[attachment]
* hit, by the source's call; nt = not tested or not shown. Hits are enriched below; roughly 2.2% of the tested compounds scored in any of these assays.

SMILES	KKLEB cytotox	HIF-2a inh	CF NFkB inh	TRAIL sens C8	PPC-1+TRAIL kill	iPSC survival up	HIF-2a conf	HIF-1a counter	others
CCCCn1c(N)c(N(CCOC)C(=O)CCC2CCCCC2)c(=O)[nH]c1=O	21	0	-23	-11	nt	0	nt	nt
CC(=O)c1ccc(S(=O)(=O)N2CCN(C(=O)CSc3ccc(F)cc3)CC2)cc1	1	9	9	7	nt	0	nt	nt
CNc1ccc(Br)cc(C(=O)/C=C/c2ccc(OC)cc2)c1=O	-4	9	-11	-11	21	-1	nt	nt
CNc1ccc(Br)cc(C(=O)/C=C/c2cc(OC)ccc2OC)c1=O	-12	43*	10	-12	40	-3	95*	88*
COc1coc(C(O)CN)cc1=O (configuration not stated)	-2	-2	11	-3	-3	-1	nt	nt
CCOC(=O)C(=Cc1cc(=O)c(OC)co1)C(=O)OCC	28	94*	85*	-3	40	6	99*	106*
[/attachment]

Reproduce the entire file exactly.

* hit, by the source's call; nt = not tested or not shown. Hits are enriched below; roughly 2.2% of the tested compounds scored in any of these assays.

SMILES	KKLEB cytotox	HIF-2a inh	CF NFkB inh	TRAIL sens C8	PPC-1+TRAIL kill	iPSC survival up	HIF-2a conf	HIF-1a counter	others
CCCCn1c(N)c(N(CCOC)C(=O)CCC2CCCCC2)c(=O)[nH]c1=O	21	0	-23	-11	nt	0	nt	nt
CC(=O)c1ccc(S(=O)(=O)N2CCN(C(=O)CSc3ccc(F)cc3)CC2)cc1	1	9	9	7	nt	0	nt	nt
CNc1ccc(Br)cc(C(=O)/C=C/c2ccc(OC)cc2)c1=O	-4	9	-11	-11	21	-1	nt	nt
CNc1ccc(Br)cc(C(=O)/C=C/c2cc(OC)ccc2OC)c1=O	-12	43*	10	-12	40	-3	95*	88*
COc1coc(C(O)CN)cc1=O (configuration not stated)	-2	-2	11	-3	-3	-1	nt	nt
CCOC(=O)C(=Cc1cc(=O)c(OC)co1)C(=O)OCC	28	94*	85*	-3	40	6	99*	106*